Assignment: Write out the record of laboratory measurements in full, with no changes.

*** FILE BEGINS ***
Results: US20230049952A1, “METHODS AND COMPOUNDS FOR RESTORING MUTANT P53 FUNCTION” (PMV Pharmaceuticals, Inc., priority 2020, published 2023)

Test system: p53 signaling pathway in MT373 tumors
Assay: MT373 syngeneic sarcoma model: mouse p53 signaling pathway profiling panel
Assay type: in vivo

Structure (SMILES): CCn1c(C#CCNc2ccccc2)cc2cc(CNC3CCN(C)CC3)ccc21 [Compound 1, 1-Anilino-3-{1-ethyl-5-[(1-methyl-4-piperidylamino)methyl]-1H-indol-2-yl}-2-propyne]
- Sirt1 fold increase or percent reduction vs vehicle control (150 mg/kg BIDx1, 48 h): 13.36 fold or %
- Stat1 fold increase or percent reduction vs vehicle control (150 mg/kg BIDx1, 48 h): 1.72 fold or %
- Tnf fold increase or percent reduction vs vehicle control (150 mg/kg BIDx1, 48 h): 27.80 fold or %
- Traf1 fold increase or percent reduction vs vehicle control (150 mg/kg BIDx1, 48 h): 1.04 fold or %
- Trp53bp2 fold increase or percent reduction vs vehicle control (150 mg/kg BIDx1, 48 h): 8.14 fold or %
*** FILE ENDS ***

Results: US20230049952A1, “METHODS AND COMPOUNDS FOR RESTORING MUTANT P53 FUNCTION” (PMV Pharmaceuticals, Inc., priority 2020, published 2023)

Test system: p53 signaling pathway in MT373 tumors
Assay: MT373 syngeneic sarcoma model: mouse p53 signaling pathway profiling panel
Assay type: in vivo

Structure (SMILES): CCn1c(C#CCNc2ccccc2)cc2cc(CNC3CCN(C)CC3)ccc21 [Compound 1, 1-Anilino-3-{1-ethyl-5-[(1-methyl-4-piperidylamino)methyl]-1H-indol-2-yl}-2-propyne]
- Sirt1 fold increase or percent reduction vs vehicle control (150 mg/kg BIDx1, 48 h): 13.36 fold or %
- Stat1 fold increase or percent reduction vs vehicle control (150 mg/kg BIDx1, 48 h): 1.72 fold or %
- Tnf fold increase or percent reduction vs vehicle control (150 mg/kg BIDx1, 48 h): 27.80 fold or %
- Traf1 fold increase or percent reduction vs vehicle control (150 mg/kg BIDx1, 48 h): 1.04 fold or %
- Trp53bp2 fold increase or percent reduction vs vehicle control (150 mg/kg BIDx1, 48 h): 8.14 fold or %